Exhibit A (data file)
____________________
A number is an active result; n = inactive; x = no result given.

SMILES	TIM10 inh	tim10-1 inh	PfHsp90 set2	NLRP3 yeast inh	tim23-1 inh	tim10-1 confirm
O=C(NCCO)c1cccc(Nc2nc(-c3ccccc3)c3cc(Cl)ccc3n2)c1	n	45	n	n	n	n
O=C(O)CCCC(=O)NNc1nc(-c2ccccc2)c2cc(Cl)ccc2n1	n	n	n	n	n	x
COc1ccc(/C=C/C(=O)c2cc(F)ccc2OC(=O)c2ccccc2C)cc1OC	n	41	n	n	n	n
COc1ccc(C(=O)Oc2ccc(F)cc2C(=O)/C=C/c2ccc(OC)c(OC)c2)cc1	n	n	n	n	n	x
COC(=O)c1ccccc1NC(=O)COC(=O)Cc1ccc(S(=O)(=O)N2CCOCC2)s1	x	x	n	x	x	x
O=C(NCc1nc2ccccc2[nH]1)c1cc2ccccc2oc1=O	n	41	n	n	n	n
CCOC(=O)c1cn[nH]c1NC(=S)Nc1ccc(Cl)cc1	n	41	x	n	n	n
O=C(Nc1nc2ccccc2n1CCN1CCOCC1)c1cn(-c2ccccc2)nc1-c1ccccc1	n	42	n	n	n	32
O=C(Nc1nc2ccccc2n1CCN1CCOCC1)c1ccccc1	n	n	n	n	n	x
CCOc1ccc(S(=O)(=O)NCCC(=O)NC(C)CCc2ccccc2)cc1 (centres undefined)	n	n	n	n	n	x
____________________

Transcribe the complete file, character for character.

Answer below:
A number is an active result; n = inactive; x = no result given.

SMILES	TIM10 inh	tim10-1 inh	PfHsp90 set2	NLRP3 yeast inh	tim23-1 inh	tim10-1 confirm
O=C(NCCO)c1cccc(Nc2nc(-c3ccccc3)c3cc(Cl)ccc3n2)c1	n	45	n	n	n	n
O=C(O)CCCC(=O)NNc1nc(-c2ccccc2)c2cc(Cl)ccc2n1	n	n	n	n	n	x
COc1ccc(/C=C/C(=O)c2cc(F)ccc2OC(=O)c2ccccc2C)cc1OC	n	41	n	n	n	n
COc1ccc(C(=O)Oc2ccc(F)cc2C(=O)/C=C/c2ccc(OC)c(OC)c2)cc1	n	n	n	n	n	x
COC(=O)c1ccccc1NC(=O)COC(=O)Cc1ccc(S(=O)(=O)N2CCOCC2)s1	x	x	n	x	x	x
O=C(NCc1nc2ccccc2[nH]1)c1cc2ccccc2oc1=O	n	41	n	n	n	n
CCOC(=O)c1cn[nH]c1NC(=S)Nc1ccc(Cl)cc1	n	41	x	n	n	n
O=C(Nc1nc2ccccc2n1CCN1CCOCC1)c1cn(-c2ccccc2)nc1-c1ccccc1	n	42	n	n	n	32
O=C(Nc1nc2ccccc2n1CCN1CCOCC1)c1ccccc1	n	n	n	n	n	x
CCOc1ccc(S(=O)(=O)NCCC(=O)NC(C)CCc2ccccc2)cc1 (centres undefined)	n	n	n	n	n	x